SOCAN Releases 2020 Financial Results; Overall Revenue Down 4% During Pandemic But Digital Revenue Up 20%

SOCAN today announced its 2020 financial results, which show that it distributed more than $348-million in royalties to its 175,000 members. The company is also reporting a 20% increase in revenues from digital sources alone, and on-time quarterly distributions of royalties to the SOCAN's member music creators, music publishers, and visual artists.

Because of the challenges of the pandemic, SOCAN saw a modest overall revenue decline of only 4% primarily as a result of 10 months without in-person concert revenue and the use of licensed recorded music in public. The decline in those sources was largely offset by increased collections from digital and international sources.

The company reduced gross expenses by 4% over the prior year as a result of continued operational improvements through more efficient and cost-effective approaches at every level, it says.

Highlights of SOCAN's 2020 results:

  • More than $348-million distributed to music creators, publishers, and visual artists – a 10% year-over-year increase.
  • $391-million in total revenues – a 4% decrease from 2019, considerably less than many other major music rights collectives worldwide.
  • A 10.5% year-over-year increase in international royalties for an all-time high of $100-million going to SOCAN members.
  • Collections from digital sources to a record $104-million for music created and published by SOCAN members, an average annual growth rate of 32%.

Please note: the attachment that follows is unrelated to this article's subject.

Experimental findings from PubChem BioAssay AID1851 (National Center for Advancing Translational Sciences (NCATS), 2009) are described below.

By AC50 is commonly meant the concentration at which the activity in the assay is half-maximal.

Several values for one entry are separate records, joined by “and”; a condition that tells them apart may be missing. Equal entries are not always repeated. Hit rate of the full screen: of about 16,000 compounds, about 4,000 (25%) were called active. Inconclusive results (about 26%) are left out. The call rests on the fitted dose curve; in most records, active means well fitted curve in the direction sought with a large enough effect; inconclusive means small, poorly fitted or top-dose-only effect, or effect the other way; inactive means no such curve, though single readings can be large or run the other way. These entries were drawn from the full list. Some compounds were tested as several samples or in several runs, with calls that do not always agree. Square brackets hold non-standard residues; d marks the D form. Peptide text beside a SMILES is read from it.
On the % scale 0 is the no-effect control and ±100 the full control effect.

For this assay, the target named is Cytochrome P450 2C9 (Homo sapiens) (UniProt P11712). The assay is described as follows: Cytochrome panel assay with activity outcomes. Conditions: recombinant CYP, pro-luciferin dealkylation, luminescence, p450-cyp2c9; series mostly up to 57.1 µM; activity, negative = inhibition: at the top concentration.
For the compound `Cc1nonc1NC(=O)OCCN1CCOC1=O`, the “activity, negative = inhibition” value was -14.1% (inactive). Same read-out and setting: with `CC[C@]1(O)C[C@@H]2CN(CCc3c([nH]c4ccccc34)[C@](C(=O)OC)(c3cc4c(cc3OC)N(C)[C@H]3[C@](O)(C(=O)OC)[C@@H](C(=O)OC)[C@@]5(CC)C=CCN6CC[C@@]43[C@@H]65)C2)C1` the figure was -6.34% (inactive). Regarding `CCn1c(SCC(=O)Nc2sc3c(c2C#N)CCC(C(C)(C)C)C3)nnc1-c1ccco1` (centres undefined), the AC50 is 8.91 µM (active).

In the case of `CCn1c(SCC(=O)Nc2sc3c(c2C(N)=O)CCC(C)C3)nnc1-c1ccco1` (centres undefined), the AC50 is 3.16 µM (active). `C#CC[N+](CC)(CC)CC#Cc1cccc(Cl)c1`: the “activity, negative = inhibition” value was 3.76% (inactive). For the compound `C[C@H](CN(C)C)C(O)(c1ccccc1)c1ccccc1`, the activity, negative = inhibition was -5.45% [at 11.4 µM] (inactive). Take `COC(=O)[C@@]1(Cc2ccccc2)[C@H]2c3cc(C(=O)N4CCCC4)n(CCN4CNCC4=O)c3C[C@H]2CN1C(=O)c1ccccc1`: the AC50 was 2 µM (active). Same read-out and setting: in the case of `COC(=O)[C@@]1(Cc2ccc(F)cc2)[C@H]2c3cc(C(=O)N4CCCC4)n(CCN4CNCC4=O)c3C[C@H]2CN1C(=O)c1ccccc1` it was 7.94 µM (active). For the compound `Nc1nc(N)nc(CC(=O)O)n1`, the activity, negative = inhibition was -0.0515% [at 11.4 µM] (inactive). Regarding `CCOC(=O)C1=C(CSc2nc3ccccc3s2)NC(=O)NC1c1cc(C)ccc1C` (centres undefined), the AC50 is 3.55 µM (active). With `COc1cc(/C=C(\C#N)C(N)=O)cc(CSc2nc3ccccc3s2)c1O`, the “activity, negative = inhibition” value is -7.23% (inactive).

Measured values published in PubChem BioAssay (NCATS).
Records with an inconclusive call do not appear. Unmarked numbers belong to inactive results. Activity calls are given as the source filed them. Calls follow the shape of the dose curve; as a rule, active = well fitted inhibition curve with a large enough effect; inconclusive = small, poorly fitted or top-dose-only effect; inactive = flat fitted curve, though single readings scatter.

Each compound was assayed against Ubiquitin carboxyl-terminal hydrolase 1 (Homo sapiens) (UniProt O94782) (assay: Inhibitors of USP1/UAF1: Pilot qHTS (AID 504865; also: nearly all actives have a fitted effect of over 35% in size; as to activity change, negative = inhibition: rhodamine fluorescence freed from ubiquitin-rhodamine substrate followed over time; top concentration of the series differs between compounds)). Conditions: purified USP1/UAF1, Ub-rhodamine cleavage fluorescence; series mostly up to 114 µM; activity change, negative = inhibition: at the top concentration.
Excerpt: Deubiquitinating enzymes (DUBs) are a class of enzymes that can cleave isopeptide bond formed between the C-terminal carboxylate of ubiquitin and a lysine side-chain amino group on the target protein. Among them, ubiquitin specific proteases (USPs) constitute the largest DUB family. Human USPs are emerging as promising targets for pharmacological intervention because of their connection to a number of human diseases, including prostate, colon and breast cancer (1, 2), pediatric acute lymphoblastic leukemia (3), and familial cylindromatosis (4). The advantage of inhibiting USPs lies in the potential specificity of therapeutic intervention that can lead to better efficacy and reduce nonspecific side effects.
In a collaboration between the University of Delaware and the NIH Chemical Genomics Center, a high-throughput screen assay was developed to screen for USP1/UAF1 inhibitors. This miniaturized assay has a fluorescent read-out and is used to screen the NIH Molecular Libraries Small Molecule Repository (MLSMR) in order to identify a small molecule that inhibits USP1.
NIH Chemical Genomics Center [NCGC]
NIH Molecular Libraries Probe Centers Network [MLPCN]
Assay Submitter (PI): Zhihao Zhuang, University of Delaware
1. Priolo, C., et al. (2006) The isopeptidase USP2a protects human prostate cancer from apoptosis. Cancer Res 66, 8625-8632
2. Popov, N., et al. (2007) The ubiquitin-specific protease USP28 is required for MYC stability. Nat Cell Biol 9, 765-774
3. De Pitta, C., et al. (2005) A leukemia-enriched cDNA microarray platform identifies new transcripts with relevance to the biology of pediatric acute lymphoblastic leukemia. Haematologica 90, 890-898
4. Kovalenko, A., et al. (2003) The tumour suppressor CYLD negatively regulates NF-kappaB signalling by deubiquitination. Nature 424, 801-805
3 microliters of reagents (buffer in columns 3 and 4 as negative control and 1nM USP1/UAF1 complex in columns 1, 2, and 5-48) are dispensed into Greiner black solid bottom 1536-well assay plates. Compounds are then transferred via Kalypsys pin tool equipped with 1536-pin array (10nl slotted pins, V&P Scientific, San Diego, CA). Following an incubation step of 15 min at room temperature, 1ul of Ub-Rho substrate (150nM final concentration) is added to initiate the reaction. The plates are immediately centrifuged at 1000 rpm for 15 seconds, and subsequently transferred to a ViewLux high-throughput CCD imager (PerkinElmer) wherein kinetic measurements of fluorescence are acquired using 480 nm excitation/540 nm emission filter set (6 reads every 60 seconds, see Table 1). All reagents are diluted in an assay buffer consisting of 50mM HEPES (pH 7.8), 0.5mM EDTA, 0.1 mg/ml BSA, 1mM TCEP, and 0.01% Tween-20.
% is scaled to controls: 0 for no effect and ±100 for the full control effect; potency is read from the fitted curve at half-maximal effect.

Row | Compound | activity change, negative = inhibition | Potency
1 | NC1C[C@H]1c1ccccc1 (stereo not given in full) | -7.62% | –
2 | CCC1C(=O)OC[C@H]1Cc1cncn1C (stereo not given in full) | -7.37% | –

• More than $11-million collected for reproduction rights on behalf of the company's expanding family of clients, most of whom work with SOCAN to administer both the performing and the reproduction right.

"Supporting our members in a year of challenges meant adjusting swiftly and effectively to challenging circumstances," says CEO Jennifer Brown. "Reducing our operating costs and getting funds to struggling music creators as quickly and thoroughly as possible was paramount. We steadily worked to lessen the pandemic's impact on members – particularly those who rely on income from in-person concerts and touring – offering various financial initiatives. The resiliency and passion of our members, our employees, and the industry kept us moving forward through the unexpected, unprecedented circumstances of 2020."

In 2020, SOCAN continued to sharpen its focus on its members, providing various financial support and new programming to help them weather the pandemic, including an enhanced emergency advance program, the Encore payment program for qualifying live performances on Facebook and Instagram, and a new permanent distribution rule for online concerts.

SOCAN continues to execute on the comprehensive financial recovery plan related to the losses of the wholly owned subsidiary, Dataclef. These losses did not impact distributions. As anticipated in 2020, SOCAN incurred an impairment of $28-million to the advances made by SOCAN to fund the subsidiary operations since 2016.

"Music has helped us through the pandemic, and music is helping us out of it," Brown adds. "The invaluable power of music to sustain and rejuvenate us has never been realized more than over the last 16 months."

SOCAN also added more than 7,500 new members in 2020, one of the largest years of membership growth in the organization's history.

The company's 2020 results, activities of 2021, and plans were discussed at SOCAN's online annual general meeting for qualified members on July 13th.

For an overview of SOCAN's 2020 activities and financials, go to

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Michael Raine is the Editor-in-Chief at Canadian Musician and Canadian Music Trade magazines. He also hosts the Canadian Musician Podcast.
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